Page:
Activation State of the Hyperpolarization-Activated Current Modulates Temperature-Sensitivity of Firing in Locus Coeruleus Neurons from Bullfrogs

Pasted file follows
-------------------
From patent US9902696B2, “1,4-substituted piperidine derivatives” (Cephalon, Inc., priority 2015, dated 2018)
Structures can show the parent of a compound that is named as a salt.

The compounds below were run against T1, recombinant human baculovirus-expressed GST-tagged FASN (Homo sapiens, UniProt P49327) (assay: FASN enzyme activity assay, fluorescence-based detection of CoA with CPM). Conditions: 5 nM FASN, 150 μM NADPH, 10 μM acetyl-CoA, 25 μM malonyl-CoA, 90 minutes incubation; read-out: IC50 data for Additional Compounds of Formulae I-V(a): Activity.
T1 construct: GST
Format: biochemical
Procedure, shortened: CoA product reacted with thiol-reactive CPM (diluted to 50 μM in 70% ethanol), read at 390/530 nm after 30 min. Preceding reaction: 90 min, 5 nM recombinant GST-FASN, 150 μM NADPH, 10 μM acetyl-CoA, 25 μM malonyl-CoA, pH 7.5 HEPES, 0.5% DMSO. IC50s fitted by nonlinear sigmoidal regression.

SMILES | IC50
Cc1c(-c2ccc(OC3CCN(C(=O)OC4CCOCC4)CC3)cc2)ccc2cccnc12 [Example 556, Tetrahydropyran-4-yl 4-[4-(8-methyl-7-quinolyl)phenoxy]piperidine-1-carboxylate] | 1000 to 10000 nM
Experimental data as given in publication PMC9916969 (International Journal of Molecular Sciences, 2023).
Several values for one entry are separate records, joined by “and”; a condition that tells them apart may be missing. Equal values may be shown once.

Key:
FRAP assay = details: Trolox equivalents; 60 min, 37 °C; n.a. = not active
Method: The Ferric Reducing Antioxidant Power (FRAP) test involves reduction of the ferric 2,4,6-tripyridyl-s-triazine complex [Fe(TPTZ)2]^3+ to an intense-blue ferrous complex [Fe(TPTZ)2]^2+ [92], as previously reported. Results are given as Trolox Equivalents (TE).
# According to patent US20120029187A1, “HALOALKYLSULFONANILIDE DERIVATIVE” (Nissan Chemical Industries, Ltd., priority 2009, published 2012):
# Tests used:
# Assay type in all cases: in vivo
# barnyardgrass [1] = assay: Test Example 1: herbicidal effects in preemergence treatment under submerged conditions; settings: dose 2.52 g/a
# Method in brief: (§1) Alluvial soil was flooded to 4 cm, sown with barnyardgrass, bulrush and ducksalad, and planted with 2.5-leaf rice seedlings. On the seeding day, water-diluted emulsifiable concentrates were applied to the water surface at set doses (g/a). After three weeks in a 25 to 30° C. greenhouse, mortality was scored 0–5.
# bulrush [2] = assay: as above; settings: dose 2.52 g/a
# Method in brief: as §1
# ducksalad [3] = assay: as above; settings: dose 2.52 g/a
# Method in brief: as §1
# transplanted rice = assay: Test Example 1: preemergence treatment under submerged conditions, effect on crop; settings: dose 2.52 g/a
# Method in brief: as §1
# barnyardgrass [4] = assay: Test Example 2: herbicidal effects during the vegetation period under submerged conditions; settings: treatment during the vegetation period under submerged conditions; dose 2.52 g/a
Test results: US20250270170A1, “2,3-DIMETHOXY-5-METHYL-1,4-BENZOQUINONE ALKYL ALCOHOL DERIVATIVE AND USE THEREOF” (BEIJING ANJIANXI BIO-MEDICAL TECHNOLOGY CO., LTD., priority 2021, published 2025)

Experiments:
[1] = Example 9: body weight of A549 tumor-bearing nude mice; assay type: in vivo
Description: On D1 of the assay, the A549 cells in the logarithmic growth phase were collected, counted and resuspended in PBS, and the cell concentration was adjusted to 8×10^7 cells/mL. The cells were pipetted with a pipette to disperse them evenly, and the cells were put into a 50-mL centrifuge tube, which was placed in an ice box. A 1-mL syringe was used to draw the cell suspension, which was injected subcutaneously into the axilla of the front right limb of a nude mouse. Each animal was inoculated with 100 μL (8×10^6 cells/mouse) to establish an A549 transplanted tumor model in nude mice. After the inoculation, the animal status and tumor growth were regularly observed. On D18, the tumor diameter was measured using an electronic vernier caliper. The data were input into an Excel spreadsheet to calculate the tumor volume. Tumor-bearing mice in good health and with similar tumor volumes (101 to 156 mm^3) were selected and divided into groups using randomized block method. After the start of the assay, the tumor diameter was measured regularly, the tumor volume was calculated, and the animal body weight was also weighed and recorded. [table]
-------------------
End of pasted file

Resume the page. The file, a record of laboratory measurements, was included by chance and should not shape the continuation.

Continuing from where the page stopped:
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Locus coeruleus neurons of anuran amphibians contribute to breathing control and have spontaneous firing frequencies that, paradoxically, increase with cooling. We previously showed that cooling inhibits a depolarizing membrane current, the hyperpolarization-activated current (I h) in locus coeruleus neurons from bullfrogs, Lithobates catesbeianus (Santin JM, Watters KC, Putnam RW, Hartzler LK. Am J Physiol Regul Integr Comp Physiol 305: R1451–R1464, 2013). This suggests an unlikely role for I h in generating cold activation, but led us to hypothesize that inhibition of I h by cooling functions as a physiological brake to limit the cold-activated response. Using whole cell electrophysiology in brain slices, we employed 2 mM Cs+ (an I h antagonist) to isolate the role of I h in spontaneous firing and cold activation in neurons recorded with either control or I h agonist (cyclic AMP)-containing artificial intracellular fluid. I h did not contribute to the membrane potential (V m) and spontaneous firing at 20°C. Although voltage-clamp analysis confirmed that cooling inhibits I h, its lack of involvement in setting baseline firing and Vm precluded its ability to regulate cold activation as hypothesized. In contrast, neurons dialyzed with cAMP exhibited greater baseline firing frequencies at 20°C due to I h activation. Our hypothesis was supported when the starting level of I h was enhanced by elevating cAMP because cold activation was converted to more ordinary cold inhibition. These findings indicate that situations leading to enhancement of I h facilitate firing at 20°C, yet the hyperpolarization associated with inhibiting a depolarizing cation current by cooling blunts the net V m response to cooling to oppose normal cold-depolarizing factors. This suggests that the influence of I h activation state on neuronal firing varies in the poikilothermic neuronal environment.